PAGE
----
All pregnant women experience diastasis recti, a separation in the abdomen that occurs when the tissue between the rectus abdominis muscles—the two sides of your “six pack”—stretches or tears at the central vertical line. After delivery, the condition persists in up to 60% of women.
“The abdominal muscles and surrounding tissue have to stretch to accommodate for the growing fetus over the course of pregnancy,” says Ellen Casey, MD, a sports medicine physician in the Department of Physiatry and the Women’s Sports Medicine Center at HSS.
Diastasis recti is usually painless, though it can cause an abnormal sensation or discomfort, Dr. Casey says. Some women with diastasis recti notice a distension or protrusion of their abdomen when they eat or drink, she says. Women with persistent diastasis are often left to seek answers about how to rebuild their core.
One clear indication of diastasis recti is a doming of the abdominal muscles when you put pressure on your core, says Anna Ribaudo, PT, DPT, OCS, Capp-OB, a clinical lead and board certified orthopedic clinical specialist at HSS who is certified in perinatal care. Instead of the abdomen maintaining a flat, horizontal plane during a crunch exercise, for instance, women with diastasis recti might see their abdominal muscles protrude into a tent-like shape.
If you’re unsure whether you have diastasis recti, a simple self-test can check for an abdominal separation:
Notice how many fingers fit between your separated muscles—that’s the width of your gap—and also whether you feel pressure of the abdominal muscles against your fingers. That pressure is a good sign, Ribaudo says, indicating the muscles maintained some strength. All told, she says, the severity of the diastasis recti depends on the length and width of the gap and the strength of the surrounding abdominal muscles.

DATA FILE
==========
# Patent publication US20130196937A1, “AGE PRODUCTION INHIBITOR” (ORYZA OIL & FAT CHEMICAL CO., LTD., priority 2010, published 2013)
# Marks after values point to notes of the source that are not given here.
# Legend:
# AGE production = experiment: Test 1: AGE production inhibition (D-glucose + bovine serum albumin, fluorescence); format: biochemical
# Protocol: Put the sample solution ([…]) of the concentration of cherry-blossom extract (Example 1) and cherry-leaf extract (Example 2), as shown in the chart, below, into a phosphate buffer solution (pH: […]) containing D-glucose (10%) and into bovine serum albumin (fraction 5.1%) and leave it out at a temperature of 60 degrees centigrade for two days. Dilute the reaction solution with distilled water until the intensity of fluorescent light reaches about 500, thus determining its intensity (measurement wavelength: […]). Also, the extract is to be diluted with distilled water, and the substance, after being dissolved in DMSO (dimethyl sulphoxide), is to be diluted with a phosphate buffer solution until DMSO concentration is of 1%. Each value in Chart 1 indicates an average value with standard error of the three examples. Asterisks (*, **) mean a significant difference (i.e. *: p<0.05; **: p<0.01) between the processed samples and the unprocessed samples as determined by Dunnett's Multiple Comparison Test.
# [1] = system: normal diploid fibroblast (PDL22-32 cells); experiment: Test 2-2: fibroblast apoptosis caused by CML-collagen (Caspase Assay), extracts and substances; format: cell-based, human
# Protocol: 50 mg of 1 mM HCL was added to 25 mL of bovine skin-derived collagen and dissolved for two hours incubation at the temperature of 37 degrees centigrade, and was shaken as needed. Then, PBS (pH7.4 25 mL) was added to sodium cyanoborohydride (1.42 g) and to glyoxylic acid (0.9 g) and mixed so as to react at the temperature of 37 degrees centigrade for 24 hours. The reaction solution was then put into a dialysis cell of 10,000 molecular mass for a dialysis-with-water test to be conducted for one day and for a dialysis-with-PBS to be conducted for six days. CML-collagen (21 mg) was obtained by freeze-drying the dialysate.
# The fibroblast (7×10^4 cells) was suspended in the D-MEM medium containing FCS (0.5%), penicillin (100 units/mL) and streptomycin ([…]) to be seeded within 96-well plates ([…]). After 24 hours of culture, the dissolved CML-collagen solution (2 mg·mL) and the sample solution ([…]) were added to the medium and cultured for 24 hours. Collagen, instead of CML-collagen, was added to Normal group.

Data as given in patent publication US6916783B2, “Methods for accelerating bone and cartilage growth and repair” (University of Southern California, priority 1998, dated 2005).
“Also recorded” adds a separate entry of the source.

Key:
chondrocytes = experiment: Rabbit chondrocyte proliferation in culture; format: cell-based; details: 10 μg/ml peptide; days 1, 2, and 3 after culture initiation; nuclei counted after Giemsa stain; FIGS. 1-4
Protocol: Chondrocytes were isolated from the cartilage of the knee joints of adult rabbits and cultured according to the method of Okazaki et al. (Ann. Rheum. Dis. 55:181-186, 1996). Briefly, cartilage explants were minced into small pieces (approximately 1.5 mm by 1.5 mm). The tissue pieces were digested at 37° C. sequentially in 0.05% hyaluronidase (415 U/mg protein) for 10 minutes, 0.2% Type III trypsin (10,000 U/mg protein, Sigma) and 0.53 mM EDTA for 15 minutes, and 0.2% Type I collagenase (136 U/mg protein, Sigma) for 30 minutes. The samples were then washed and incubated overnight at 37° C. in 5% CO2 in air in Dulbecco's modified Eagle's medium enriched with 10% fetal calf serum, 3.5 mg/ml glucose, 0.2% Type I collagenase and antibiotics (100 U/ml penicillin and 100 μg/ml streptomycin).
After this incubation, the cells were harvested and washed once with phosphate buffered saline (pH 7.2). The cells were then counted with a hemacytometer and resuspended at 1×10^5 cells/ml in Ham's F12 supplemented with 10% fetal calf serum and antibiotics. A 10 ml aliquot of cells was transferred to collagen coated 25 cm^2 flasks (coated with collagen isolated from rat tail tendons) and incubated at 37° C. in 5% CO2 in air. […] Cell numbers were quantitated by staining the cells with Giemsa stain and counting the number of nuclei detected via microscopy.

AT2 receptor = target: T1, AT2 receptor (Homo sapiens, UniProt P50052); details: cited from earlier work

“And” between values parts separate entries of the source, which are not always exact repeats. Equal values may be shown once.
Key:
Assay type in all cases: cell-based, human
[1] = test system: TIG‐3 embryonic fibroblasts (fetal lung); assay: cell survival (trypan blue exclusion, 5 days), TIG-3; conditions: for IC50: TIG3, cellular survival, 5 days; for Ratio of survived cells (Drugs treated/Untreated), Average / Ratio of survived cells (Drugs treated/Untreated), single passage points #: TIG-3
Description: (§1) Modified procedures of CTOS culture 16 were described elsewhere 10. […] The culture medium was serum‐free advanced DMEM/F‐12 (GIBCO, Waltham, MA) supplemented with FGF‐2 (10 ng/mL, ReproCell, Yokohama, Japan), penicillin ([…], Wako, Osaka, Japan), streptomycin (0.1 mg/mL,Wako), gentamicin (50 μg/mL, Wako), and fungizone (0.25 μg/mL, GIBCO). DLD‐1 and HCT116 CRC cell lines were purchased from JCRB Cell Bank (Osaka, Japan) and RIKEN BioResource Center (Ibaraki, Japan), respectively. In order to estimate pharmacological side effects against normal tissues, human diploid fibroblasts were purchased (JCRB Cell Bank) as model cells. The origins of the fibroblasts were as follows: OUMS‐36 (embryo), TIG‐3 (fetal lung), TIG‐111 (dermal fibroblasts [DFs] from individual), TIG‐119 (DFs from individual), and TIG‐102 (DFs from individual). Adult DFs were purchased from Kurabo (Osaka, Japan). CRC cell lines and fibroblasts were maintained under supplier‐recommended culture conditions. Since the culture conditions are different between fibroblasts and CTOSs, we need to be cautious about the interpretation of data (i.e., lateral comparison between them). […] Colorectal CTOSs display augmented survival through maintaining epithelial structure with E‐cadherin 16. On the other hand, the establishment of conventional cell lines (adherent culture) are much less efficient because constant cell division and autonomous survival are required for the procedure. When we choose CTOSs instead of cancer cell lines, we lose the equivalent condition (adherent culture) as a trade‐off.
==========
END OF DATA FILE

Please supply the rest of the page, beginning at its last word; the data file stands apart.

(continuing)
Don’t attempt to fix your abdominal separation until after giving birth, Ribaudo says. “If you have it during pregnancy, it’s not going to go away.”
Healing your diastasis recti after childbirth is as much about knowing what not to do as what to do, Ribaudo says. Everyday activities that put pressure on your core, such as bearing down during a bowel movement or holding your breath when you pick up your baby, can exacerbate the abdominal separation. Here's how to heal it.
The Every Mother program primarily employs an abdominal draw-in maneuver; participants are encouraged to pull their belly button toward their back while in a variety of body positions as the instructor cues them to cinch tighter. (The HSS study did not compare the program to any other diastasis recti exercise regimen.)
If you’ve been working steadily to heal your diastasis recti, Ribaudo says, you should see noticeable results within six months. “The other component of diastasis is the contractibility strength of your core and ability to engage it with activities,” she says. “So although there still may be a separation, how the muscles function is more important.”
You should see a healthcare professional with expertise in musculoskeletal conditions related to pregnancy and delivery, such as a physical therapist, if your diastasis recti occurs with other related issues, such as pelvic floor dysfunction, pain during intercourse, or incontinence four months or more after childbirth.